In an emotional interview Michael Phelps revealed to Coy Wire, a CNN sports anchor, how he hit rock bottom.
We know him as the most decorated athlete in Olympic history. The man, the myth, the legend, Michael Phelps.
Relinquishing his career wasn’t the most positive decision for his wellbeing. Phelps’ world began to unravel, post retirement, after the 2012 London games. Up until that point swimming was all he’d ever known. Without the rigorous demands of his sport, Phelps lost his grip on being the captain of his own ship.
Phelps was deep into his nose dive when he received his second charge of driving under the influence of alcohol, in September 2014. This led to a six-month suspension by USA Swimming.
Michael revealed to Wire, “Those days when I was sitting in my room, where I didn’t move for four days, I had the support team of my friends and my closest family members and everybody who was there — my house was like a revolving door.
“They were people who matter the most to me and were there because they truly care about me. I was like, ‘That was a really dumb idea, let’s figure this out.'”
Phelps also personified the darkness enveloping him as a “time bomb waiting to go off.” That was “Superman’s” breaking point, he even considered the unthinkable; suicide!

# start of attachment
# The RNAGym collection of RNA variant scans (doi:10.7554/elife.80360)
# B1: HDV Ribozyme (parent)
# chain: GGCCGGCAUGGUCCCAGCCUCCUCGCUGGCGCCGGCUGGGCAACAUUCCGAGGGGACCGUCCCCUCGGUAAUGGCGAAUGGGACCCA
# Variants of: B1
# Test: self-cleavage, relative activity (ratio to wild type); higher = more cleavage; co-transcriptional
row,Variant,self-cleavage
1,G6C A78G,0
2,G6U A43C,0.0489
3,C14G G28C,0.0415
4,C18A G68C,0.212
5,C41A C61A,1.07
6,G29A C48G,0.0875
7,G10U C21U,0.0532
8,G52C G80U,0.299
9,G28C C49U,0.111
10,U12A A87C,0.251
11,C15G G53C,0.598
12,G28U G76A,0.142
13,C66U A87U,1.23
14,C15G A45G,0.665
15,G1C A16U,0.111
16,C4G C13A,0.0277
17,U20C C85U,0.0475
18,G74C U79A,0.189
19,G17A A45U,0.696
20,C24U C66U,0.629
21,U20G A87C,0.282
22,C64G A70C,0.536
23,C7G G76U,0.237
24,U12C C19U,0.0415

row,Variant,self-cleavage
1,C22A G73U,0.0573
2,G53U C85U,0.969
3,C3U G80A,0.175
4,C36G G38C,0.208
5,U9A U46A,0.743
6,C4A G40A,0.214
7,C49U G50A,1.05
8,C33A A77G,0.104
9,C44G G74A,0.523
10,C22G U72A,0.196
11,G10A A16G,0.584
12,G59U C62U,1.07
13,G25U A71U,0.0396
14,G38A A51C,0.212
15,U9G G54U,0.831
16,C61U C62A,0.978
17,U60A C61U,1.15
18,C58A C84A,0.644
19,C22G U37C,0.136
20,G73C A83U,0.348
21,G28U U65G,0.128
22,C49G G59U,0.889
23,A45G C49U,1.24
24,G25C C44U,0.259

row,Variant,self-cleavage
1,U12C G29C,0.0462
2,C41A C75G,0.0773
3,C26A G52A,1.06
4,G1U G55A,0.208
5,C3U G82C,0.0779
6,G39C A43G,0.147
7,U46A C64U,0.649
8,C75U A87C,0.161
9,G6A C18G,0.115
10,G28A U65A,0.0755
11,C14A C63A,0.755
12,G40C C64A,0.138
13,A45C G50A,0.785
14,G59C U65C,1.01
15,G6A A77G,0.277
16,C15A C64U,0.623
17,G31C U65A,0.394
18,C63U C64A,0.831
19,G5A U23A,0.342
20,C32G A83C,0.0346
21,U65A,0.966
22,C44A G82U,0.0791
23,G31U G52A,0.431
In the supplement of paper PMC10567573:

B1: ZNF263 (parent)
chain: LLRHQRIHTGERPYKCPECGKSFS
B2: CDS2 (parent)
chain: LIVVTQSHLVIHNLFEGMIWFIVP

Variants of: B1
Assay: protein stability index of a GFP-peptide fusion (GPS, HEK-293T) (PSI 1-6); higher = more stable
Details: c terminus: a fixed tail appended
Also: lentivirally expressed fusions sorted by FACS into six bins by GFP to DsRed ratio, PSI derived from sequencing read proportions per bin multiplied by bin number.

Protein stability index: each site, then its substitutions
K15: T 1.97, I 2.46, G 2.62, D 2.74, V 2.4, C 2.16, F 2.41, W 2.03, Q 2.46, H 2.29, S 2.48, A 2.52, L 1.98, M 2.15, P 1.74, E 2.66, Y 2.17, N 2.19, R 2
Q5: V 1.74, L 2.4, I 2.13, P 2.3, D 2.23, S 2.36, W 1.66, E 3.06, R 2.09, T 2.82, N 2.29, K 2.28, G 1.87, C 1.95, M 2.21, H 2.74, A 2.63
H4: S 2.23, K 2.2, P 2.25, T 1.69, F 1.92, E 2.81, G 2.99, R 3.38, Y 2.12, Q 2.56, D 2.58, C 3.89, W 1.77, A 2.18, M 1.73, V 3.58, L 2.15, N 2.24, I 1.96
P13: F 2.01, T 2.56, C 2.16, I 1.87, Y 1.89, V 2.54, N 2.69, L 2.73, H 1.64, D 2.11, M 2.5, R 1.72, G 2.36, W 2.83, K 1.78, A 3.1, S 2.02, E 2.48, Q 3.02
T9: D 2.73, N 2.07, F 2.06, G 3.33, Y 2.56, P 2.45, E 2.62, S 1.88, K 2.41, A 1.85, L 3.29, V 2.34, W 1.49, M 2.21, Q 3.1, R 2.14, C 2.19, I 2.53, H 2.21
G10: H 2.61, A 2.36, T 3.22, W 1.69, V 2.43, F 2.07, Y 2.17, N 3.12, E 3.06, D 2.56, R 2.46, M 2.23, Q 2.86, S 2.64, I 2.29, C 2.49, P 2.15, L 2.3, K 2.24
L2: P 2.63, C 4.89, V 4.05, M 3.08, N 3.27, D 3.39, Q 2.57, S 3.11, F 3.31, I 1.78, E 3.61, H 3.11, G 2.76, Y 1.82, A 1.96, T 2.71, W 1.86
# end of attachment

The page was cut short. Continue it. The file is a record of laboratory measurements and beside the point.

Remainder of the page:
Coy asked him, what has scared you most in your life, he replied: “I would probably say when I didn’t want to be alive anymore. At that point, I thought ‘The best thing to do is just not to be here.’
“I’ve been known to not always make the best decisions. It’s put me into interesting and tough spots at times.”
“I think it took those spots for me to be able to learn exactly what’s going on and what I needed to change. At that time I just knew I needed help and I knew I needed to change something in my life.
“I was kind of in a lost place so we did some research on what we could do and I went to treatment for a couple of weeks and just basically rebuilt myself. They kind of tore me down and built me back up and I went through some things that I never wanted to go through before.”
Some say a man is measured by the legacy he leaves behind him. I say a man is measured by what he does at the point he realizes “it’s time to become a man.” Phelps had accomplished everything imaginable as professional athlete. He crushed every opponent on his way to becoming the most decorated Olympian ever, and still he hadn’t faced his most challenging adversary, himself.